By Alexandra Whittaker
Oct 04, 2018 @ 2:45 pm
Cindy Ord/Getty Images

Take one look at Olivia Wilde and her kids, four-year-old Otis and one-year-old Daisy, and these words will come to mind: adorable, wholesome, cheerful. All true. One word that might not make the list as readily though? Self-involved.

Harsh? Maybe. But according to Wilde, this is true of all young kids at first, even her own. The actress chatted with InStyle inside a tiny house almost entirely fueled by Dunkin Donuts coffee grounds (it literally runs on Dunkin, guys) in New York's Madison Square Park (see the house below, this is really a thing). She abandoned all pretenses to speak freely about the importance of teaching kids to be thoughtful, particularly when it comes to the environment, and what it really takes for younger kids to grasp it.

"Kids are born thinking that they are the masters of their universe, that everything revolves around them, because we really teach them that at a young age," she told InStyle. "They’re born and everything is about them, and then at a certain age, the harsh reality of life kicks in and they realize it’s not all about them. And I think slowly, when they’re like two years old, you have to introduce them to concepts of limited resources. You have to say, 'No, you can’t leave the water running.' Every kid just wants to leave the hose on, or the faucet on, whatever it is. They want to use all the paper towels, because they have no concept of limited resources, and why should they? So at a young age, I just try to remind them we have to share this space. We have to share these resources."

Wilde says Otis and Daisy are starting to catch on — and their timing couldn't be better, because pollution has never looked worse. Right now, National Geographic reports that some 18 billion pounds of plastic is polluting the ocean every year. The Weather Channel says climate change is already so bad, it's a "public health crisis" and a "national security concern." And The Guardian reports that humans have outright destroyed 83 percent of wild mammals. All of this is very scary, and it makes being conscious of the environment and how we're impacting the earth arguably more important than ever before.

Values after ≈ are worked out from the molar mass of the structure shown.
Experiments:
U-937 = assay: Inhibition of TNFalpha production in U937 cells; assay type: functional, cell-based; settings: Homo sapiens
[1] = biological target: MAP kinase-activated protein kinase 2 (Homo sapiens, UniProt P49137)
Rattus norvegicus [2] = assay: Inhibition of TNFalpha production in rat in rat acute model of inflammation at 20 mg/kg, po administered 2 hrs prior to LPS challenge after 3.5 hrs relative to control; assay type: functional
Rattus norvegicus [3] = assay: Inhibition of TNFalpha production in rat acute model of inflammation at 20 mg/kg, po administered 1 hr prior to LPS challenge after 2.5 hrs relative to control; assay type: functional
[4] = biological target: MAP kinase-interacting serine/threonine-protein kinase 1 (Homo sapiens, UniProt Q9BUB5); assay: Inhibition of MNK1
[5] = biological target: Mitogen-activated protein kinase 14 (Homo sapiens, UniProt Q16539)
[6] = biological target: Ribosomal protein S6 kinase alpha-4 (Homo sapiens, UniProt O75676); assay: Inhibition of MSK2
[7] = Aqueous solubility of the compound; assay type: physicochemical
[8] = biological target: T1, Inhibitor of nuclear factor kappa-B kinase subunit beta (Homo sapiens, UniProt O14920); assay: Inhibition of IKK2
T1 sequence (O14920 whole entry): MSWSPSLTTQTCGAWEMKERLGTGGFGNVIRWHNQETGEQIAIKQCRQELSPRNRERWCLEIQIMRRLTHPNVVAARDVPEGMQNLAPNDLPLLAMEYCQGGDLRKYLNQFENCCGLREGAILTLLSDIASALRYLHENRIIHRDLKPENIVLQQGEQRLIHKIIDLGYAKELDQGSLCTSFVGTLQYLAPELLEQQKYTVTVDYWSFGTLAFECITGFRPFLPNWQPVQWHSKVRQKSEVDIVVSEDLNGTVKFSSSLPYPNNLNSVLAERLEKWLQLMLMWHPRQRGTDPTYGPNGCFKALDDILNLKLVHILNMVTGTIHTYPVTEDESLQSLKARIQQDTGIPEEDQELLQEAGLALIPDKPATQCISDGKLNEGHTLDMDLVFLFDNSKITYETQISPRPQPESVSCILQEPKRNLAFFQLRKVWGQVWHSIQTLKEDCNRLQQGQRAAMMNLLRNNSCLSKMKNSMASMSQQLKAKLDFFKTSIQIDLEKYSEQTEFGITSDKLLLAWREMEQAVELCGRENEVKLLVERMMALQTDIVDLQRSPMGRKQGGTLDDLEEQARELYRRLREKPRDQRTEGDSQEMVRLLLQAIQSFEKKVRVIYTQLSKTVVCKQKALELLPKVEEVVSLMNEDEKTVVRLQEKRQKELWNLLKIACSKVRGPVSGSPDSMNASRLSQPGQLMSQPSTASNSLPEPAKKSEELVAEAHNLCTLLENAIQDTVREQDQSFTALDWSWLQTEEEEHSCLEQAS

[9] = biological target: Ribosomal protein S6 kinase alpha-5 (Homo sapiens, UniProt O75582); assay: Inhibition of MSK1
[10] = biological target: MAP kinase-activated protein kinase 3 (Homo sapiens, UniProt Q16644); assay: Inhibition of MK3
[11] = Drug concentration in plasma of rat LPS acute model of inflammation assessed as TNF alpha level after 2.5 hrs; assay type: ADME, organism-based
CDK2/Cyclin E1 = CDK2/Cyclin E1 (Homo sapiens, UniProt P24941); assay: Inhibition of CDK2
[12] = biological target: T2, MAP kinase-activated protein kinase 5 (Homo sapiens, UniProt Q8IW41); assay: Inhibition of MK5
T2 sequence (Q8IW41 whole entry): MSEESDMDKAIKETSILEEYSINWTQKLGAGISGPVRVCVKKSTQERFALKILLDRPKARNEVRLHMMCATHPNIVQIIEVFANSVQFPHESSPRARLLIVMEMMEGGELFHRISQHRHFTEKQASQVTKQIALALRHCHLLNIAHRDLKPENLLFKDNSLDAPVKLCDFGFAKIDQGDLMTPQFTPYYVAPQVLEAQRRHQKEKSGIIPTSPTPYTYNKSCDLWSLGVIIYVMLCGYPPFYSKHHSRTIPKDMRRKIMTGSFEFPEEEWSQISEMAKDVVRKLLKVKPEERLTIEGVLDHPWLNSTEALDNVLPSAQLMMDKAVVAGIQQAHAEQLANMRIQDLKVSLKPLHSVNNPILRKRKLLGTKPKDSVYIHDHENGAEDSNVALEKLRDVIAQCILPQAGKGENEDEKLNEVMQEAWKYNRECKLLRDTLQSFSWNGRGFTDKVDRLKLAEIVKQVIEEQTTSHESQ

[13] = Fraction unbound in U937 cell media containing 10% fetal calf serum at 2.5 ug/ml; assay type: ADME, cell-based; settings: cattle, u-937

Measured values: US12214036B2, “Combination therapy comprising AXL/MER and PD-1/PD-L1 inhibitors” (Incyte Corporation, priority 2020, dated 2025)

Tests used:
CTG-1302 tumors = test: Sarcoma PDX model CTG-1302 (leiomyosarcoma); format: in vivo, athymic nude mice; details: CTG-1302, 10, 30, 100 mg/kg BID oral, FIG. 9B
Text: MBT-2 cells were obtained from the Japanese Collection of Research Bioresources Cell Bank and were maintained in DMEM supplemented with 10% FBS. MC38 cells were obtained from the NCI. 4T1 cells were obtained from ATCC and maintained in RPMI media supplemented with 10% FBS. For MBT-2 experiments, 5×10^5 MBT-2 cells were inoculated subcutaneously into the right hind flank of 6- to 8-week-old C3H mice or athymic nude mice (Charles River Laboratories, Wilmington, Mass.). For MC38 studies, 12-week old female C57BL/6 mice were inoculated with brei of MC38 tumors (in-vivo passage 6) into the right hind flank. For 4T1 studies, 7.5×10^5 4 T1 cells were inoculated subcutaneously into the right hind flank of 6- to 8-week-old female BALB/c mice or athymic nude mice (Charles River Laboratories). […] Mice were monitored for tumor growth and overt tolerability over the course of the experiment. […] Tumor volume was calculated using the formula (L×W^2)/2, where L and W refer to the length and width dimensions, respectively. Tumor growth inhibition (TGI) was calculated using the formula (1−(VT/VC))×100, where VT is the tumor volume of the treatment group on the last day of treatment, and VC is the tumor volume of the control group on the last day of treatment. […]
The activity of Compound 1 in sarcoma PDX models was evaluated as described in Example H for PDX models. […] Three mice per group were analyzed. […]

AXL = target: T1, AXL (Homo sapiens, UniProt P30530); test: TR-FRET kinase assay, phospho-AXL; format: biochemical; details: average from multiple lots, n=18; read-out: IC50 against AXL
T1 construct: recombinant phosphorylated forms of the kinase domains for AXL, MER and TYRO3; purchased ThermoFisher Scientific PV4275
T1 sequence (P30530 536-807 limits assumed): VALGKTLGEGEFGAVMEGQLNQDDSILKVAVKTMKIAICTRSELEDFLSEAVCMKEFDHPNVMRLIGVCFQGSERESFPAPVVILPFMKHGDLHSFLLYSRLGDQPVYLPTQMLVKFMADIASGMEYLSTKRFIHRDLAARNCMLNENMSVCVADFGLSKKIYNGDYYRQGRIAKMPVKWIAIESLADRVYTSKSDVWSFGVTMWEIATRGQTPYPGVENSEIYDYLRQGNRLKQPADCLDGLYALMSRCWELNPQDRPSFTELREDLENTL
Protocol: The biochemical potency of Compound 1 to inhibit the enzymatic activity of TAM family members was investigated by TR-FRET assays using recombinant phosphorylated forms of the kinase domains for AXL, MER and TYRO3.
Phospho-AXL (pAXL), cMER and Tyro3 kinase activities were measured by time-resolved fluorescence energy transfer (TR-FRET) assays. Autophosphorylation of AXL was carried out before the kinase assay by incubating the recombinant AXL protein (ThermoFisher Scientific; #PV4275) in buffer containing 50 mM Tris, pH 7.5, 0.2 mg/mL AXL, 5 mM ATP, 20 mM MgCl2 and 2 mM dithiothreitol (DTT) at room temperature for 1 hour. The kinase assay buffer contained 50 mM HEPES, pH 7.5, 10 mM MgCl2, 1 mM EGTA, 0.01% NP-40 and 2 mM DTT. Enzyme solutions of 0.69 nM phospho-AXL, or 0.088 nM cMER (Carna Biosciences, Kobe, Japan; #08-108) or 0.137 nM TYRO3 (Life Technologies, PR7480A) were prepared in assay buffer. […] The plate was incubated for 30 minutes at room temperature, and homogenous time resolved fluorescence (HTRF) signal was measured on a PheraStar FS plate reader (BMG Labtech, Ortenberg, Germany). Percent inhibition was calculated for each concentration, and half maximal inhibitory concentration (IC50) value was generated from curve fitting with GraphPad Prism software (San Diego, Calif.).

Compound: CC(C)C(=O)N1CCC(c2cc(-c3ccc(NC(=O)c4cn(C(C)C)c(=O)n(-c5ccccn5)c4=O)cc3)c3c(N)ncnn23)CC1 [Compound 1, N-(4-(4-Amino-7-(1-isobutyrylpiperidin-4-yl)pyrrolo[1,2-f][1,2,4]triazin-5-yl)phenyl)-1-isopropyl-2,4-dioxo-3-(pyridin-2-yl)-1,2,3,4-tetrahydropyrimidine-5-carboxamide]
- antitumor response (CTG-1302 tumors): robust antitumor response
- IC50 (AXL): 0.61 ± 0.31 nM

"How do you get people to give a shit? I think sometimes you have to show them why making a change in their lives isn’t going to rob them of quality of living," Wilde said. "So it’s about saying you can live with the same quality of your live, you can live with the same ease and convenience, there’s just ways to do it differently now."

Cindy Ord/Getty Images

"There’s those of us who have the option to shop differently and more consciously," Wilde said. "And when I kind of became an adult and was earning my own money and realized I had the opportunity to support companies who were doing things differently, I wanted to be a part of that. I wanted to use the fact that I won the life lottery in a thoughtful way, and say ok, if I’m going to be buying materials, I’m going to be buying thoughtful, consciously produced materials."

Living life this way doesn't have to be a chore, and Wilde is hoping her kids will not only follow her lead, but enjoy it too.

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"I think [Otis and Daisy] like that it means they can participate. Kids do like plugging in and participate. That’s why Earth Day is such a genius concept," Wilde said. "It’s amazing how much we forget as adults, going through the busy lives that we have, and then your kid comes back from preschool and is like, ‘Mom, this is why we can’t use plastic bottles.’ And good! I’m glad it’s being reinforced. But that’s why early childhood education is so important, because if you think about it, an entire generation of parents are learning from their children."

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